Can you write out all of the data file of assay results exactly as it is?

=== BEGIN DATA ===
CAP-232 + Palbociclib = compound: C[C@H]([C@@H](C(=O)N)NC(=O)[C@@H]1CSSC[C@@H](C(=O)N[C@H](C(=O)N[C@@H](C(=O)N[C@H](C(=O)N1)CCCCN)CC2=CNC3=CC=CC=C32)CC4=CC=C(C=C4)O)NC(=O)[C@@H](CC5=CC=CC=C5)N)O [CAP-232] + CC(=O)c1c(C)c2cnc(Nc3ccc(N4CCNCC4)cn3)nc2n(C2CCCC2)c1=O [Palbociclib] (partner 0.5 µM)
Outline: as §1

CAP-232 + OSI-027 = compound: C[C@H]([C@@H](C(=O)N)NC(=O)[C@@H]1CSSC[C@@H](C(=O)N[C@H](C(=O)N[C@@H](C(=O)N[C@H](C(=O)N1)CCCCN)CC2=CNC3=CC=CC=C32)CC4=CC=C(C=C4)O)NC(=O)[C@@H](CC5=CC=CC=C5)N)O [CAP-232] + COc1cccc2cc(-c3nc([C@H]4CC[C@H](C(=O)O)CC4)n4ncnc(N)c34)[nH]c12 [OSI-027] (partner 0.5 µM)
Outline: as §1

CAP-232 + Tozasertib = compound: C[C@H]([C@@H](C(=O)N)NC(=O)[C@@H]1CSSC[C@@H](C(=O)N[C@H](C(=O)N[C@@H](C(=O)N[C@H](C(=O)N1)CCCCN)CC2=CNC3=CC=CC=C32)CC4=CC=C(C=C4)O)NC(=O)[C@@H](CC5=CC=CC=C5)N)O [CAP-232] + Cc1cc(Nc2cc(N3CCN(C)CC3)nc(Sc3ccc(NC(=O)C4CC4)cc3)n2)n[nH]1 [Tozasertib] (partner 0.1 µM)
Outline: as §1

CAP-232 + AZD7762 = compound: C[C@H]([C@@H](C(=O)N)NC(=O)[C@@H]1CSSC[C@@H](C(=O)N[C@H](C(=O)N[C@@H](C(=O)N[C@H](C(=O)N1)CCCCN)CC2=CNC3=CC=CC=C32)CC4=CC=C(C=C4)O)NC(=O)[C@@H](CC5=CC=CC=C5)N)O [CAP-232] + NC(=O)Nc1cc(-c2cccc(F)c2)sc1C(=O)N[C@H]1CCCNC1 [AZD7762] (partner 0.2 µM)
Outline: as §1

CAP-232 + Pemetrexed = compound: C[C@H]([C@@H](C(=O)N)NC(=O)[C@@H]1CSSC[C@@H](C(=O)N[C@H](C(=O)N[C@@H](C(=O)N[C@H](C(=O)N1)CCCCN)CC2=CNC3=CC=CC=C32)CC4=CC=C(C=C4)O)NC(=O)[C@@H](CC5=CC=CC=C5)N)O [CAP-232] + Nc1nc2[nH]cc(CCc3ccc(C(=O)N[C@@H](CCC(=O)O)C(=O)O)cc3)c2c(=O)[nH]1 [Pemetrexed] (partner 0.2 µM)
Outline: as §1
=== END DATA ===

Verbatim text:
CAP-232 + Palbociclib = compound: C[C@H]([C@@H](C(=O)N)NC(=O)[C@@H]1CSSC[C@@H](C(=O)N[C@H](C(=O)N[C@@H](C(=O)N[C@H](C(=O)N1)CCCCN)CC2=CNC3=CC=CC=C32)CC4=CC=C(C=C4)O)NC(=O)[C@@H](CC5=CC=CC=C5)N)O [CAP-232] + CC(=O)c1c(C)c2cnc(Nc3ccc(N4CCNCC4)cn3)nc2n(C2CCCC2)c1=O [Palbociclib] (partner 0.5 µM)
Outline: as §1

CAP-232 + OSI-027 = compound: C[C@H]([C@@H](C(=O)N)NC(=O)[C@@H]1CSSC[C@@H](C(=O)N[C@H](C(=O)N[C@@H](C(=O)N[C@H](C(=O)N1)CCCCN)CC2=CNC3=CC=CC=C32)CC4=CC=C(C=C4)O)NC(=O)[C@@H](CC5=CC=CC=C5)N)O [CAP-232] + COc1cccc2cc(-c3nc([C@H]4CC[C@H](C(=O)O)CC4)n4ncnc(N)c34)[nH]c12 [OSI-027] (partner 0.5 µM)
Outline: as §1

CAP-232 + Tozasertib = compound: C[C@H]([C@@H](C(=O)N)NC(=O)[C@@H]1CSSC[C@@H](C(=O)N[C@H](C(=O)N[C@@H](C(=O)N[C@H](C(=O)N1)CCCCN)CC2=CNC3=CC=CC=C32)CC4=CC=C(C=C4)O)NC(=O)[C@@H](CC5=CC=CC=C5)N)O [CAP-232] + Cc1cc(Nc2cc(N3CCN(C)CC3)nc(Sc3ccc(NC(=O)C4CC4)cc3)n2)n[nH]1 [Tozasertib] (partner 0.1 µM)
Outline: as §1

CAP-232 + AZD7762 = compound: C[C@H]([C@@H](C(=O)N)NC(=O)[C@@H]1CSSC[C@@H](C(=O)N[C@H](C(=O)N[C@@H](C(=O)N[C@H](C(=O)N1)CCCCN)CC2=CNC3=CC=CC=C32)CC4=CC=C(C=C4)O)NC(=O)[C@@H](CC5=CC=CC=C5)N)O [CAP-232] + NC(=O)Nc1cc(-c2cccc(F)c2)sc1C(=O)N[C@H]1CCCNC1 [AZD7762] (partner 0.2 µM)
Outline: as §1

CAP-232 + Pemetrexed = compound: C[C@H]([C@@H](C(=O)N)NC(=O)[C@@H]1CSSC[C@@H](C(=O)N[C@H](C(=O)N[C@@H](C(=O)N[C@H](C(=O)N1)CCCCN)CC2=CNC3=CC=CC=C32)CC4=CC=C(C=C4)O)NC(=O)[C@@H](CC5=CC=CC=C5)N)O [CAP-232] + Nc1nc2[nH]cc(CCc3ccc(C(=O)N[C@@H](CCC(=O)O)C(=O)O)cc3)c2c(=O)[nH]1 [Pemetrexed] (partner 0.2 µM)
Outline: as §1